Thursday, February 22, 2007

Abstract for PhD

One of the issues with developing virtual worlds is that the immersive qualities are not fully realised until the world is complete. Many of the tedious features like trees blowing, people going about their daily lives and having conversations away from the protagonist are usually not fleshed out until the main framework is complete. These add greatly to the realism of a scene, so they bring that feeling of 'being there' to life. With more ephemera there is more requirements on processing power and storage, to the point where systems can not cope with the amount of data on hand.

In Computer Graphics there are level of detail (LOD) techniques to limit the complexity of a scene depending on the resources available. These techniques rate the importance of specific vertexes in a 3D model based on their ability to define the shape of the model. The tip of a nose is more important in defining facial features than vertexes representing slight bumps on the forehead. When rendering the model, vertices are drawn in order of importance so that limited resource systems still see the basic shape of the object (like the point of the nose) whereas more powerful systems can view extra detail (like the point of a nose and all the minor lumps on the forehead).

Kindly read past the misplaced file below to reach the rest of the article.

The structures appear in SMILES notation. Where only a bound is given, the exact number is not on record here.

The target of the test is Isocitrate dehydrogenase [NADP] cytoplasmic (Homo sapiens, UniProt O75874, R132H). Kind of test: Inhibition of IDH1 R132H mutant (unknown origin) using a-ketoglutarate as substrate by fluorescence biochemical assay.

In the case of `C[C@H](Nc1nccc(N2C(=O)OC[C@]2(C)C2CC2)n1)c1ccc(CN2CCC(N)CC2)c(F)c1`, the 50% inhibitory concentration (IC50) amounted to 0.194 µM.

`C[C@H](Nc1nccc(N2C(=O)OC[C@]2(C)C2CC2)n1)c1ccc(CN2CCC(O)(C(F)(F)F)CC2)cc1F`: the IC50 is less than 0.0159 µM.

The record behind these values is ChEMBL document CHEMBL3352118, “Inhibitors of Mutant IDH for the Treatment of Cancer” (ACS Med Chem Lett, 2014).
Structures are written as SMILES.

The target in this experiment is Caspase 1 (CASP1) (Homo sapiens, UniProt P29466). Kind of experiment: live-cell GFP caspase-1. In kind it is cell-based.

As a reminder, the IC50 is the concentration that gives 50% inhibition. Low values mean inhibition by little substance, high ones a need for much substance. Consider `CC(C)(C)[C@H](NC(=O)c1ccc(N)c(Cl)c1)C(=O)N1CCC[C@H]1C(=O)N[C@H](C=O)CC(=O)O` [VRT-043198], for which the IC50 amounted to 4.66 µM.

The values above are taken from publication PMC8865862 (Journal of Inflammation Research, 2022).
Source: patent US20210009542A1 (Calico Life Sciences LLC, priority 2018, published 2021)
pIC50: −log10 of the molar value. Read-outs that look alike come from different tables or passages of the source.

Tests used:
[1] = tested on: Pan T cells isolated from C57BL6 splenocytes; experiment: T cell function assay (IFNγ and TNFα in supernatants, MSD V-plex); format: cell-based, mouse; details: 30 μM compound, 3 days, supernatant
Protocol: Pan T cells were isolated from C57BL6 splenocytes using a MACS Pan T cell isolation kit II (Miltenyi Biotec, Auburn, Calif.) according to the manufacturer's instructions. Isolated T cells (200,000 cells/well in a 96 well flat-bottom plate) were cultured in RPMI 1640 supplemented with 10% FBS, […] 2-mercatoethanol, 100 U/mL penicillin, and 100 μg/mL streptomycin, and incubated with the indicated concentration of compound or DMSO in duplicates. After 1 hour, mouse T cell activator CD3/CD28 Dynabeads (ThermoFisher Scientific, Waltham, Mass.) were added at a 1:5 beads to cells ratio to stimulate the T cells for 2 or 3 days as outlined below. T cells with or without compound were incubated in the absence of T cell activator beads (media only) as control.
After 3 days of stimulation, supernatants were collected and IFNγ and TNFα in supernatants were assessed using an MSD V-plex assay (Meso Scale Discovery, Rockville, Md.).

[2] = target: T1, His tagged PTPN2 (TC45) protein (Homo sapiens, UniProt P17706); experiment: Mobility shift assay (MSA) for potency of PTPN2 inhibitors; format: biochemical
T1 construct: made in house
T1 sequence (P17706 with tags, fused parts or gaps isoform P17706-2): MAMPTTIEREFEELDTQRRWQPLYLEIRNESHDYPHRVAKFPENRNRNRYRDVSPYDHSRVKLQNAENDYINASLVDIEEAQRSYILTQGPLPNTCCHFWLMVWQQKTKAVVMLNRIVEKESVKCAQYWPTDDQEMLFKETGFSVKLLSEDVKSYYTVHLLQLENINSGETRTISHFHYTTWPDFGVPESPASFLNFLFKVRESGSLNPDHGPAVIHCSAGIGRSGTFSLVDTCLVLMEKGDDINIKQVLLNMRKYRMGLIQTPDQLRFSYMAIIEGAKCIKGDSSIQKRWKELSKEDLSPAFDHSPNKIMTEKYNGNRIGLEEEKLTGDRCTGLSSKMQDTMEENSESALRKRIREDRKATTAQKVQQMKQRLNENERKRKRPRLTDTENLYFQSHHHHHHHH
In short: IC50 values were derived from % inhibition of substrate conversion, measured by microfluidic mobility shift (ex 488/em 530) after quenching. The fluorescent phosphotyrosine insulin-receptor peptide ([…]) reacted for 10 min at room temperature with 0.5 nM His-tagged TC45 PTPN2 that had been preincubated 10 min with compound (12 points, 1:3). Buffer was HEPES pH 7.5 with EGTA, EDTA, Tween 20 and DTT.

With these techniques in mind, this model attempts to generate worlds based off events ordered by importance. Each event dictates a moment in space-time where an interaction occurs between different objects in the system. Very important events are generated first for large areas of this new world, then as the areas of space-time are broken into smaller and smaller chunks, new events are generated to flesh out the world. Each new event is deterministically created and constrained to abide by other events currently existing in the system. This enables a consistent, coherent world to be created no matter the starting position or the depth of processing available. With the ability to create virtual worlds at a whim, authors can then sculpt the world by placing specific events into the system while letting the event generation framework take care of everything else.